Strategic National Stockpile

The Strategic National Stockpile (SNS) Program is, just as the name implies, a stockpile of medicine, supplies and equipment which could come into play in disasters or emergencies, when these supplies are needed in a hurry.

The SNS is a large national holding of antibiotics, chemical antidotes, vaccines, antitoxins, life-support medications, IV administration, airway maintenance supplies, and medical/surgical items.

If terrorism or a large scale natural disaster, such as a flood or tornado, involves emergency health services in large numbers, the SNS activates to provide rapid access to large amounts of pharmaceuticals and medical supplies.

Designed for rapid and flexible response, an SNS operation begins with "push packages" that are delivered within 12 hours following the disaster. These packages include drugs and supplies for broad spectrum treatment for use in an ill-defined threat, within the early hours of the emergency.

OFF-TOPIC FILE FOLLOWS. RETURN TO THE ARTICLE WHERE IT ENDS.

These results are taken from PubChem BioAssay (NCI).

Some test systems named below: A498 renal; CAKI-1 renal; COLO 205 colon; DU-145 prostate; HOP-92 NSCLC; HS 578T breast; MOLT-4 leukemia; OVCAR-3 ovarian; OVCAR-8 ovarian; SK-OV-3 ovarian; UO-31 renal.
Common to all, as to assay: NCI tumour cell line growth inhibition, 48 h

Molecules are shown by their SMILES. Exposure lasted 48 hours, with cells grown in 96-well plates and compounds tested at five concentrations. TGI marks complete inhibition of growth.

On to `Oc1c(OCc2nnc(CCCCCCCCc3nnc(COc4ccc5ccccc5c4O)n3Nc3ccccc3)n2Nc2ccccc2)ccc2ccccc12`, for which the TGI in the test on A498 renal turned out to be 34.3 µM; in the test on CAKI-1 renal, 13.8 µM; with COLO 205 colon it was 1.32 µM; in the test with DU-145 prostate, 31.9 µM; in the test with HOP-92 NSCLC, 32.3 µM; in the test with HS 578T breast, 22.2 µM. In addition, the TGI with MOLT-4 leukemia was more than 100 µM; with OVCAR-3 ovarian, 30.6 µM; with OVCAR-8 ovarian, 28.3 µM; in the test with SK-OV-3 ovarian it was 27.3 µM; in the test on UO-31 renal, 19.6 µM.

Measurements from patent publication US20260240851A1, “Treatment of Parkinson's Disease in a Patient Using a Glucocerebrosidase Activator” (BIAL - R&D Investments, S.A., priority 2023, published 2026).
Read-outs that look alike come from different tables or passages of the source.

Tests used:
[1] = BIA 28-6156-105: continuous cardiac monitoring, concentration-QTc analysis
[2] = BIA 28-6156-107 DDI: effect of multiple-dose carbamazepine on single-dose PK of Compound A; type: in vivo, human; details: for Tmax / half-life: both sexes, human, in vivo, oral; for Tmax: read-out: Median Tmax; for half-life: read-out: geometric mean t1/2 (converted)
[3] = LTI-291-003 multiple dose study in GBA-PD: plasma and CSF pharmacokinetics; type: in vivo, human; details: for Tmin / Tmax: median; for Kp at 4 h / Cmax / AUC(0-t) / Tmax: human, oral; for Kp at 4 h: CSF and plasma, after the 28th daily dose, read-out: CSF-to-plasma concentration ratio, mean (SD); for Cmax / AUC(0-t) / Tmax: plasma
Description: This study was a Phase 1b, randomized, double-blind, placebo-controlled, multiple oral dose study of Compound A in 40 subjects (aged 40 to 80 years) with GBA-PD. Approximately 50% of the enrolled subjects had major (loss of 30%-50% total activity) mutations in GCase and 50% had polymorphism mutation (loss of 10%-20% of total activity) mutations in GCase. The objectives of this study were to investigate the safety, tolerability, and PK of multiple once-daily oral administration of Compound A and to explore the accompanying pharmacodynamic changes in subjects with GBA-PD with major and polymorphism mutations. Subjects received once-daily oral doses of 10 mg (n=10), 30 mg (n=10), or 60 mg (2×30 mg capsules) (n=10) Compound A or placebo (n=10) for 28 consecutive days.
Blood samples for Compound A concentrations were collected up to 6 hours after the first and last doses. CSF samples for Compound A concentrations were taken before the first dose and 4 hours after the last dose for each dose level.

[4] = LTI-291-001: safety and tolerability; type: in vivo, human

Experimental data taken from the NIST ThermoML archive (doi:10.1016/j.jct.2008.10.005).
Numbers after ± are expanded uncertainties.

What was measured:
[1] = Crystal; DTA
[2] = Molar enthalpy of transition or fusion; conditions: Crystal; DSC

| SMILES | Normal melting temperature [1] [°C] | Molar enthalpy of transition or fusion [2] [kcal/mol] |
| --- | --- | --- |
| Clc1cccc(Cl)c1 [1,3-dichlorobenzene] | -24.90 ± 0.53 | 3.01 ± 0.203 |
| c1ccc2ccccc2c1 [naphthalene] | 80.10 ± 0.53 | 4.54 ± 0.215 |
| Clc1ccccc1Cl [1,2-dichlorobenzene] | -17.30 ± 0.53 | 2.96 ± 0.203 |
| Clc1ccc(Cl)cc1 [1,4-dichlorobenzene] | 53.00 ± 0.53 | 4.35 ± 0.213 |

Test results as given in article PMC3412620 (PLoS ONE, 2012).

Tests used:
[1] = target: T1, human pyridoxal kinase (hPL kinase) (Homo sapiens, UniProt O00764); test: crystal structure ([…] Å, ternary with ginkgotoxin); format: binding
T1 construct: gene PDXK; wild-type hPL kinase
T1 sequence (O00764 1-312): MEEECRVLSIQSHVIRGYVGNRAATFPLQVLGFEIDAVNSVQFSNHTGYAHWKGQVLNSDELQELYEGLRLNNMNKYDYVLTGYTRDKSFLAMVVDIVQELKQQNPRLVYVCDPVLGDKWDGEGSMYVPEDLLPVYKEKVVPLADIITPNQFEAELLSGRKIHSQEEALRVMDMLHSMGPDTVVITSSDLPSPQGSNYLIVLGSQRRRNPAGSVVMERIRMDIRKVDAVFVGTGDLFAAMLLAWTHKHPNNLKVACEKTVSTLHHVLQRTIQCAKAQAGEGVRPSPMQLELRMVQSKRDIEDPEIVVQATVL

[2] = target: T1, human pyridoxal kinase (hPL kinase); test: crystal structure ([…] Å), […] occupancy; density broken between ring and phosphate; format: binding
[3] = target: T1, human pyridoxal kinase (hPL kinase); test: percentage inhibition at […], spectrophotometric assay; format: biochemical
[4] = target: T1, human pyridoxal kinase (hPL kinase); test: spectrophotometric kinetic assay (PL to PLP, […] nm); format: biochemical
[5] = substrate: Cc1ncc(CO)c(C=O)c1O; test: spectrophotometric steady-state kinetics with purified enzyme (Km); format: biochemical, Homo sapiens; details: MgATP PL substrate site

The packages are stored throughout the country in strategic and secure locations, ready for delivery within 12 hours of a decision to deploy SNS assets.

A system is in place for an additional delivery of more medical inventory, shipped to arrive within 24 to 36 hours. This can be tailored to include items specific to treatment in an emergency involving a suspected or confirmed agent or combination of agents.

During a national emergency, state, local and private stocks of medical materials may be quickly depleted. State and first responders and health officials can use the SNS to supplement their response to the disaster.

The program responded to 9-11 in New York, delivering materials by ground and air. It also supported states and cities affected by anthrax attacks in October and November, 2001.